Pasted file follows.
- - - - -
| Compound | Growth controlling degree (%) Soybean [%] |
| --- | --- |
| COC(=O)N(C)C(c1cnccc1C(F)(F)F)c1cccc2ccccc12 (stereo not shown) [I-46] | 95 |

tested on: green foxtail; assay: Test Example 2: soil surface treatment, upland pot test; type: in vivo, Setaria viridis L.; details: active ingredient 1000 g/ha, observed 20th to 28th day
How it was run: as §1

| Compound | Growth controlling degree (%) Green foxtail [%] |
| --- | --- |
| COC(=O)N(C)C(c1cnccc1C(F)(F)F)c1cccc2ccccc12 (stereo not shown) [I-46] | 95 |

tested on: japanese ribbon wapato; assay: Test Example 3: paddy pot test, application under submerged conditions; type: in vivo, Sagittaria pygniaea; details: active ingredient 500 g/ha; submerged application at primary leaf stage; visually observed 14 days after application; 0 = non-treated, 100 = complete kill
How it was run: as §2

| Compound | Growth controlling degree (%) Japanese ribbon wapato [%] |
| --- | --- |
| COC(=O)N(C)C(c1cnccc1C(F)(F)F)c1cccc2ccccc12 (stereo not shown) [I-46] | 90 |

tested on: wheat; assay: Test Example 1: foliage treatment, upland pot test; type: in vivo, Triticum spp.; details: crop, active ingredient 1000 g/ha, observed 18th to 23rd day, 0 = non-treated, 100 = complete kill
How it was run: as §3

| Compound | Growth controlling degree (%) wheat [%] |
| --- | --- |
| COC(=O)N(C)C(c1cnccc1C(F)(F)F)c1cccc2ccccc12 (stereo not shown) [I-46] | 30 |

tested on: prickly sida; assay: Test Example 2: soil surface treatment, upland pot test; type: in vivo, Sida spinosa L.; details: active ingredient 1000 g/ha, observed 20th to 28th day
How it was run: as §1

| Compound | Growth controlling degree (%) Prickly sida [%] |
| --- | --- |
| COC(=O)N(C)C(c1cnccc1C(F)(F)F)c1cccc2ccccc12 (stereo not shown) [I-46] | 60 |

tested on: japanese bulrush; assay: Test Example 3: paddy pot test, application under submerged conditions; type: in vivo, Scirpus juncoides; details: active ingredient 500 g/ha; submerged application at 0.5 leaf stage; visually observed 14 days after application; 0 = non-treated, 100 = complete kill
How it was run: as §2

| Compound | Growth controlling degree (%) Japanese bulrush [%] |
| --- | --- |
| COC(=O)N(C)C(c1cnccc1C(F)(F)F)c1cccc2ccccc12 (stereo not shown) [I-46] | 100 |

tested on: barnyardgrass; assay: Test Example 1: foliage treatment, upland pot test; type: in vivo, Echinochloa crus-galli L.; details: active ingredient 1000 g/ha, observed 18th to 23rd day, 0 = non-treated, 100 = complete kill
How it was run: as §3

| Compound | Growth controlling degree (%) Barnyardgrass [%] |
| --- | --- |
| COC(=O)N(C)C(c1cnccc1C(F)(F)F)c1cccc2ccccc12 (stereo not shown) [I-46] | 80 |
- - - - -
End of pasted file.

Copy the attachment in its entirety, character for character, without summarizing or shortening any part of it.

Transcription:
| Compound | Growth controlling degree (%) Soybean [%] |
| --- | --- |
| COC(=O)N(C)C(c1cnccc1C(F)(F)F)c1cccc2ccccc12 (stereo not shown) [I-46] | 95 |

tested on: green foxtail; assay: Test Example 2: soil surface treatment, upland pot test; type: in vivo, Setaria viridis L.; details: active ingredient 1000 g/ha, observed 20th to 28th day
How it was run: as §1

| Compound | Growth controlling degree (%) Green foxtail [%] |
| --- | --- |
| COC(=O)N(C)C(c1cnccc1C(F)(F)F)c1cccc2ccccc12 (stereo not shown) [I-46] | 95 |

tested on: japanese ribbon wapato; assay: Test Example 3: paddy pot test, application under submerged conditions; type: in vivo, Sagittaria pygniaea; details: active ingredient 500 g/ha; submerged application at primary leaf stage; visually observed 14 days after application; 0 = non-treated, 100 = complete kill
How it was run: as §2

| Compound | Growth controlling degree (%) Japanese ribbon wapato [%] |
| --- | --- |
| COC(=O)N(C)C(c1cnccc1C(F)(F)F)c1cccc2ccccc12 (stereo not shown) [I-46] | 90 |

tested on: wheat; assay: Test Example 1: foliage treatment, upland pot test; type: in vivo, Triticum spp.; details: crop, active ingredient 1000 g/ha, observed 18th to 23rd day, 0 = non-treated, 100 = complete kill
How it was run: as §3

| Compound | Growth controlling degree (%) wheat [%] |
| --- | --- |
| COC(=O)N(C)C(c1cnccc1C(F)(F)F)c1cccc2ccccc12 (stereo not shown) [I-46] | 30 |

tested on: prickly sida; assay: Test Example 2: soil surface treatment, upland pot test; type: in vivo, Sida spinosa L.; details: active ingredient 1000 g/ha, observed 20th to 28th day
How it was run: as §1

| Compound | Growth controlling degree (%) Prickly sida [%] |
| --- | --- |
| COC(=O)N(C)C(c1cnccc1C(F)(F)F)c1cccc2ccccc12 (stereo not shown) [I-46] | 60 |

tested on: japanese bulrush; assay: Test Example 3: paddy pot test, application under submerged conditions; type: in vivo, Scirpus juncoides; details: active ingredient 500 g/ha; submerged application at 0.5 leaf stage; visually observed 14 days after application; 0 = non-treated, 100 = complete kill
How it was run: as §2

| Compound | Growth controlling degree (%) Japanese bulrush [%] |
| --- | --- |
| COC(=O)N(C)C(c1cnccc1C(F)(F)F)c1cccc2ccccc12 (stereo not shown) [I-46] | 100 |

tested on: barnyardgrass; assay: Test Example 1: foliage treatment, upland pot test; type: in vivo, Echinochloa crus-galli L.; details: active ingredient 1000 g/ha, observed 18th to 23rd day, 0 = non-treated, 100 = complete kill
How it was run: as §3

| Compound | Growth controlling degree (%) Barnyardgrass [%] |
| --- | --- |
| COC(=O)N(C)C(c1cnccc1C(F)(F)F)c1cccc2ccccc12 (stereo not shown) [I-46] | 80 |